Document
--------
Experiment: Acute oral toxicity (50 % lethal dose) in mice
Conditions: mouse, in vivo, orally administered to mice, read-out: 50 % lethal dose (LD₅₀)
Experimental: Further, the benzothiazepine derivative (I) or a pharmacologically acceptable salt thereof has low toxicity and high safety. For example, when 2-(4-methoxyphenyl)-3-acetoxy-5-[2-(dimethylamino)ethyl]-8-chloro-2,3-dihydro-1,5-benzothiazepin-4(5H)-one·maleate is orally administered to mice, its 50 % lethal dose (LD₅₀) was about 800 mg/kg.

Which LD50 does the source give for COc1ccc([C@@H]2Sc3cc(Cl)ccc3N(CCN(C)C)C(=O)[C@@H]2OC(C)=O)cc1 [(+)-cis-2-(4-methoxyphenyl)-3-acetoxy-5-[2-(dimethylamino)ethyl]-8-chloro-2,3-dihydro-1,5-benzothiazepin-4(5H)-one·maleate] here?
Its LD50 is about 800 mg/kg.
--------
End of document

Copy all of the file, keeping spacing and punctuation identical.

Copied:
Experiment: Acute oral toxicity (50 % lethal dose) in mice
Conditions: mouse, in vivo, orally administered to mice, read-out: 50 % lethal dose (LD₅₀)
Experimental: Further, the benzothiazepine derivative (I) or a pharmacologically acceptable salt thereof has low toxicity and high safety. For example, when 2-(4-methoxyphenyl)-3-acetoxy-5-[2-(dimethylamino)ethyl]-8-chloro-2,3-dihydro-1,5-benzothiazepin-4(5H)-one·maleate is orally administered to mice, its 50 % lethal dose (LD₅₀) was about 800 mg/kg.

Which LD50 does the source give for COc1ccc([C@@H]2Sc3cc(Cl)ccc3N(CCN(C)C)C(=O)[C@@H]2OC(C)=O)cc1 [(+)-cis-2-(4-methoxyphenyl)-3-acetoxy-5-[2-(dimethylamino)ethyl]-8-chloro-2,3-dihydro-1,5-benzothiazepin-4(5H)-one·maleate] here?
Its LD50 is about 800 mg/kg.